Council President Nick Mosby was a few minutes into routine floor proceedings at Monday night’s Baltimore City Council meeting when a staffer quietly handed him a cellphone.

The Democrat paused to read a message before turning back to face the chambers. “So, at 5:03 p.m.,” he informed the council and a room full of observers, “the mayor’s sent us communication that he ultimately decided to veto the redistricting map.”

The eleventh-hour decision came almost three weeks after the council approved their own version of new council district lines, a version of Scott’s original redistricting proposal with tweaks informed by weeks of community outreach in affected neighborhoods. It confirmed a fear of Mosby’s — that Mayor Brandon Scott would veto the council’s plan at the end of a hard deadline to finalize the redistricting plan.

Monday’s council meeting — the only opportunity the council had to pursue a veto override, according to city charter — ended without an attempt to reverse Scott’s decision. It would have been an uphill battle; Mosby’ map narrowly made it out of the council last month in an 8-6 vote.

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“In no stretch of the imagination is this good governance,” Mosby said, vowing to put a charter amendment on next year’s ballot to allow the council additional time to respond to mayoral vetoes in future redistricting proposals.

When it comes to vetoes, Scott is generally restrained

The mayor’s action marks his third veto in three years of tenure.

Scott has shot down two other bills during his administration: a bill that would have loosened the time required for council members to be eligible for pensions and a bill that would have provided more alternatives to security deposits for renters. In both cases, the council did not pursue a veto override, which would have required a three-quarters majority of the council.

Unlike the redistricting map, the two previously vetoed bills did not result in much public discussion between the Scott administration and Mosby and the council. The mayor chose to frame those vetoes more as decisions to safeguard residents than as direct condemnations of the council, pointing to “potential for ethical issues” with the pension bill and calling the security deposit bill a provision that could “potentially hurt the very people this bill seeks to help.”

Scott says council’s map failed to meet standards, while Mosby says the veto is counterproductive

Scott walked a different line with his redistricting veto, saying overtly that the council “did not quite meet the standards” his administration requested “that would have represented a compromise map.” He pointed to requests that each district have similar populations and demographic makeup, as well as “an anchor institution.”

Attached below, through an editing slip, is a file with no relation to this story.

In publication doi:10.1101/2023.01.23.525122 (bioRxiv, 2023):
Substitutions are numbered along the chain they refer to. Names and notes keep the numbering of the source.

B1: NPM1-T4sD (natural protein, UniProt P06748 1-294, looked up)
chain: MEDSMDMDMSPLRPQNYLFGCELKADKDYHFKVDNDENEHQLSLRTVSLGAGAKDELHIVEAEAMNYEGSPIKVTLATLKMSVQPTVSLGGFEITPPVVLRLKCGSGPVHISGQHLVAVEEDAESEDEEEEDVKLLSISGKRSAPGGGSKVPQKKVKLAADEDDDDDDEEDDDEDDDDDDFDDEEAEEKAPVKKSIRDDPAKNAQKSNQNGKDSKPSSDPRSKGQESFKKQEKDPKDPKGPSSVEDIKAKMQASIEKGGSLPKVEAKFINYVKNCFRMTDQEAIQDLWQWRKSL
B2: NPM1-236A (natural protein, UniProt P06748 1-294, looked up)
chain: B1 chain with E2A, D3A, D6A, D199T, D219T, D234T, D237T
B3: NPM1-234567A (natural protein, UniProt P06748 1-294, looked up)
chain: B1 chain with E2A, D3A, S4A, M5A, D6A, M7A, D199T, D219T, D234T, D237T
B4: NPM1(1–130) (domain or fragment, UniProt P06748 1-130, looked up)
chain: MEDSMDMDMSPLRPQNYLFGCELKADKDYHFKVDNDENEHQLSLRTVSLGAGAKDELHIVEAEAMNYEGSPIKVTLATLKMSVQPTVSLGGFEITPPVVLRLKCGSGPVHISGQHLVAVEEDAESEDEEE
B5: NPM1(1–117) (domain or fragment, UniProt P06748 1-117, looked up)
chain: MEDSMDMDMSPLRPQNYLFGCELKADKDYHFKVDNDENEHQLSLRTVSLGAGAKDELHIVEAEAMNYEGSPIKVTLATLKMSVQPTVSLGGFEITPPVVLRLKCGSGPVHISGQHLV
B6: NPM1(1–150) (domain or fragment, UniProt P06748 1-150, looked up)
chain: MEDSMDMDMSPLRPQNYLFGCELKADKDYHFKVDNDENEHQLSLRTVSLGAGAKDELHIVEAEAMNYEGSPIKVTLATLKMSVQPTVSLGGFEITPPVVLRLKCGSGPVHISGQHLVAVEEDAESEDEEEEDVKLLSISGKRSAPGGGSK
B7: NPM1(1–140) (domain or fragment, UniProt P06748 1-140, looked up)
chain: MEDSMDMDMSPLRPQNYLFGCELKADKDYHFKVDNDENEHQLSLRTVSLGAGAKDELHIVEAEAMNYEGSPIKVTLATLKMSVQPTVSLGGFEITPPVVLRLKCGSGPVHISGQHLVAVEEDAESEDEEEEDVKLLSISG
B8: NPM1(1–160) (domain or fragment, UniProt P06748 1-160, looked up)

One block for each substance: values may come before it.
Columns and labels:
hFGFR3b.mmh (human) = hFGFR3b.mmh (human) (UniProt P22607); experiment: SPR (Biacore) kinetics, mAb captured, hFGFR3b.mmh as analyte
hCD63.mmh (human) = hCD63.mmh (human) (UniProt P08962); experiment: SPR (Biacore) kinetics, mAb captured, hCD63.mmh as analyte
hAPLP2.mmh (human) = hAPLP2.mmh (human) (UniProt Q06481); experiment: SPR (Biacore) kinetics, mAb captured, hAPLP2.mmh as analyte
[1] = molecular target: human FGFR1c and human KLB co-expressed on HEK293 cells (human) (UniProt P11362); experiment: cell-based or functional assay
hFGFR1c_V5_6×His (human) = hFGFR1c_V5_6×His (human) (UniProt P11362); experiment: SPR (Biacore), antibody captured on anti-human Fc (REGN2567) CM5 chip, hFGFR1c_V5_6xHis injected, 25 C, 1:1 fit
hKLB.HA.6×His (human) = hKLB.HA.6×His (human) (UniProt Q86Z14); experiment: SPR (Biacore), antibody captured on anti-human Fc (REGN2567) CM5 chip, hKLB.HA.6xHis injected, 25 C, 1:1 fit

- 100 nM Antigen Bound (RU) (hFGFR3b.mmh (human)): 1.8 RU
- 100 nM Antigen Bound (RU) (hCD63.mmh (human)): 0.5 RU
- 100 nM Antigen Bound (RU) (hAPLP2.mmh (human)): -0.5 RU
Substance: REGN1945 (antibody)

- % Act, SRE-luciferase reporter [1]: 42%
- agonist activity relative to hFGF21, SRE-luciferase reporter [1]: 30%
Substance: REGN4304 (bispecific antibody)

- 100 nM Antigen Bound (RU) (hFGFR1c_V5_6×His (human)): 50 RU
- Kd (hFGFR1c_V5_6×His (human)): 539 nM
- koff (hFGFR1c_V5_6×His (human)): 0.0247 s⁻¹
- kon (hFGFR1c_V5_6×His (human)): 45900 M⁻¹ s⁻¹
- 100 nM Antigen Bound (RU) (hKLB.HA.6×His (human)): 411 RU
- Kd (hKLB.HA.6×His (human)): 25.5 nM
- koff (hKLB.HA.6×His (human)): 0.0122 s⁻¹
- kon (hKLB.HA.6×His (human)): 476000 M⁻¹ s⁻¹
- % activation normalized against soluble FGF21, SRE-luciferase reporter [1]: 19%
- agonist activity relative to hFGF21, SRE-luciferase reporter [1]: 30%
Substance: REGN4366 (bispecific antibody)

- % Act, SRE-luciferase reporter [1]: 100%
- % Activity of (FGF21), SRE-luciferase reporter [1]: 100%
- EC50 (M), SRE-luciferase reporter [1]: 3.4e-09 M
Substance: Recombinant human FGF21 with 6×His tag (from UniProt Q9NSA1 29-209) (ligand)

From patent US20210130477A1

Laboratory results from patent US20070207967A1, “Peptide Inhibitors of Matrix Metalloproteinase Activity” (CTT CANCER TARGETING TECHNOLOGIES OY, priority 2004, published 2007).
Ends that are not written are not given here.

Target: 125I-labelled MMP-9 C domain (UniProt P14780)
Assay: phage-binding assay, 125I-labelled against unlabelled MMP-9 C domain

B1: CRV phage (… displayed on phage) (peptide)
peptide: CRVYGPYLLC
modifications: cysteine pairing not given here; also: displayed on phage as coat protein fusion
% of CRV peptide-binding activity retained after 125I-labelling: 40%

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Some neighborhood leaders, including residents in Howard Park, Bolton Hill, Hoes Heights and Morrell Park, complained at a series of town halls that Scott’s proposal separated their communities across multiple council districts. Mosby said the council’s map “made a handful of tweaks based on that community feedback” as opposed to wholesale changes.

Scott pushed back against that assertion in his veto letter, saying that despite the public engagement sessions, “it was unclear how decisions were made based upon the feedback provided by members of the public.”

City law requires that Baltimore officials redraw council districts after every census, which occurs once a decade. Divvying up 14 districts with roughly equal populations amounts to about 42,000 people per district this time around.

Given the number of Baltimoreans who have left the city or moved to different council districts over the last ten years, it was never likely that Scott or Mosby would have proposed to keep council districts exactly the same. According to a redistricting tool created by the Scott administration, ouncil members Zeke Cohen and Eric Costello, who represent South and Southeast Baltimore, respectively, have about 52,000 constituents each, while Councilman John Bullock’s West Baltimore district is home to about 35,000 people.

The differences between the two redistricting proposals are significant for the people who live in the handful of neighborhoods affected, but it’s not clear exactly what distinctions were worth the unusual step of a mayoral veto — and if there will be repercussions for Scott.

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Tweaked electorates, new charter amendments down the road

The hard timeline for redistricting was a point of contention between Scott and Mosby from the very start.

The mayor is not required to begin remapping until an election year, but he opted to start the process this fall to give elections officials more time to adjust to the new council districts for the May 14 primary. Once the process began, Scott opened a hard, 60-day deadline to finalize the plan, in accordance with the city charter. That deadline closes Nov. 17, but the charter prohibits the council from calling a special meeting to override a veto, meaning that Monday’s regularly scheduled meeting was the only opportunity to recall the mayor’s decision.

Mosby repeatedly said that the timeline was far too short. On Monday, he introduced a charter amendment that would allow the council to override a veto at a special meeting of the council. He also pledged to introduce more amendments “in the coming days and weeks” to reform the legislative process.

The Baltimore Banner reporter Adam Willis contributed to this report.

emily.sullivan@thebaltimorebanner.com

Emily Sullivan covers Baltimore City Hall. She joined the Banner after three years at WYPR, where she won multiple awards for her radio stories on city politics and culture. She previously reported for NPR’s national airwaves, focusing on business news and breaking news.

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